Tuesday, 2 July 2013

Life in the Undergrowth...Mainly Macro.

29th/30th June.  Well, there goes another half a year and I still haven’t gotten around to refreshing this blog site.  June was another excellent month and compared to June 2012 it felt like it really was summer much of the time.  Highlights for me were the trip to the dramatic cliffs and seabird colonies at Bempton, a day of great birding with TSB and most definitely the Photographic Workshop on the Farne Islands.  What a day that was!  I will try and get some more images up soon from that special day.

The month was brought to a close with a trip with Sam to Martin Mere organised by Washington WWT.  In truth, apart from the Avocets, summer plumage Black-tailed Godwits and a few other waders, there wasn’t too much in the way of wild birds.  We had a very enjoyable day anyway and I enjoyed looking at captive wildfowl, some of which I have seen in the wild and some of which had me latter checking my books in order to identify them.  I enjoyed the journey and we had had good sightings from the coach of Common Snipe, Redshank, Curlew, Lapwing and of course Common Buzzards!

Captivity makes it no less a beauty!  Ruddy Shelduck.
Sam and I spent the following day on patch and in Gosforth Park Nature Reserve.  The breeding pair of Great Crested Grebes on Killy Lake had moved from the smaller lake to the large lake.  The two juvenile birds appear to have already dispersed.  This follows the pattern of last year.  We are wondering if a second brood will be raised again.  Perhaps not, as bad weather and the management of the lake ensured that the pair got off to a late start this year.  The lone third adult Great Crested Grebe remains on the lake also.  Sam got his eye on a single Wigeon in bright new plumage.  This is the first Wigeon I have seen on the lake for some years and I think a new patch tick for Sam.  The lake is full of algae.    The single male Goosander remains.  There were numbers of House Martins and Swifts flying over the lake.  The Swifts in particular have been seen in large numbers so far this year.  We took a walk to an interesting area for insects and although initially finding little of interest, it wasn’t too long before we had captured images of Large Skipper and Meadow Brown Butterflies, the later being involved in flight courtship.  A very nice orchid was found on lakeshore.

 Probably Common Spotted/Northern Marsh Orchid hybrid.

Meadow Brown Butterfly and one of many fascinating eyes seen today!

Large Skipper Butterfly

After a very long day yesterday we decided that a short trip to Gosforth Park Nature Reserve would be a good idea and I was hoping to catch sight of the Coralroot Orchids.  I’m pleased to say I did, but found that the parasitic lifestyle of this orchid is far more interesting than the actual plant is attractive, although I’m guessing the ones I found were past their best.  The visiting Ant species was not easy to photograph as it scuttled around constantly in poor light.  Although insects visit this plant it is almost entirely self pollinating.   A lifer orchid for my list.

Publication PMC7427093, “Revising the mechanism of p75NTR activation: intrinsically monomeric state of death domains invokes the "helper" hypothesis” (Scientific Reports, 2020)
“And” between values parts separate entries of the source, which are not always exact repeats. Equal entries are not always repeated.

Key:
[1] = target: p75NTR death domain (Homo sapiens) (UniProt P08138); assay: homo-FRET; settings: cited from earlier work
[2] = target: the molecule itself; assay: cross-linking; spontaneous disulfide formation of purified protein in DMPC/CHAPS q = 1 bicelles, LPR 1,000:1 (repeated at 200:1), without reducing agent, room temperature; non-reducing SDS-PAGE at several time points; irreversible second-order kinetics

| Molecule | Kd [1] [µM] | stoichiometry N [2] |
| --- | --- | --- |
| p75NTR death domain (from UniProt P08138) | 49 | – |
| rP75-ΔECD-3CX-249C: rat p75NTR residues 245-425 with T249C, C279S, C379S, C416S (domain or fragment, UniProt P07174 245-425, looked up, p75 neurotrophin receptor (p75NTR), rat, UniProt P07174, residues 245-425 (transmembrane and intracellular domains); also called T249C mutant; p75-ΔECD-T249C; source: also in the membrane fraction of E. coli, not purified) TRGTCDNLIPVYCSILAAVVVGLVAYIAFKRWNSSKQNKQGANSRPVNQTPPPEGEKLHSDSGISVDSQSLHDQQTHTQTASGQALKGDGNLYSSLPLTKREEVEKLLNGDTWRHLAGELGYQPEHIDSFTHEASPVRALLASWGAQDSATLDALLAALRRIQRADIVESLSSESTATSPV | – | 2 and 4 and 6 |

Coralroot Orchid

Ant species on Coralroot Orchid

Sam and I did a bit of searching in the undergrowth and found interesting species to use the macro lens on and I have included some below.  It has been interesting and rewarding to focus in on some of these images and really look closely at the structures of them.  All fascinating stuff.  Sam and I had spoken a little about art and I now reflect upon how much inspiration artists must receive from nature.  To be truthful I think we would have been happy to stay in and with the undergrowth all day, but we were hoping also to catch sight of the Bittern!

Common Blue Damselfly

Natures art

Spider species.  Those eyes are watching me!

Beetle species

Spider species

Centipede Lithobius forficatus.  The structure of this insect is fascinating.  Not easy to photograph as this particular species runs for cover when found.  Having looked at it closely I'm not surprised everything else was attempting to get out of its way!  I've just read that there are thought to be 8,000 species of centipede and that only circa 3,000 have been described.  Not certain that I want to begin a centipede list.  Also interesting is that it seems the pairs of legs are always an odd number...e.g. they may have 15 or 17 pairs but never 16 pairs.

Slug species

Leopard Slug Limax maximis.  Apparently when mating the pair form a thick mucus and hang from a branch of a tree or similar object.

Froglet.  Image courtesy of Samuel Hood (Underthehood Photography).

In terms of birds the reserve was very quiet although the Common Terns and Black Headed Gulls, both species now feeding chicks, ensured that it wasn’t completely silent.  We spent some quality time in the hide but we found no Bittern.  I noticed the odd orchid near to the reed beds and lots of Ragged Robin.  After a chat with Paul D we headed home.  It had been a great way to see the month out.  Bring on July!

Common Spotted Orchid

Ragged Robin


  1. The last orchid looks good for common spotted. The earlier ones are some of those that could be a hybrid common/northern marsh. If you want to learn how to identify flowers, don't start with orchids? Nice shots.

    1. Many thanks Andrew. I'll alter my headings accordingly. I find orchids very interesting, but the commoner species are so very difficult to get to grips with, not helped by hybridisation. I'll get the book out again! Cheers.

  2. A good variety of photos and nice how the macro lens pics up such close detail.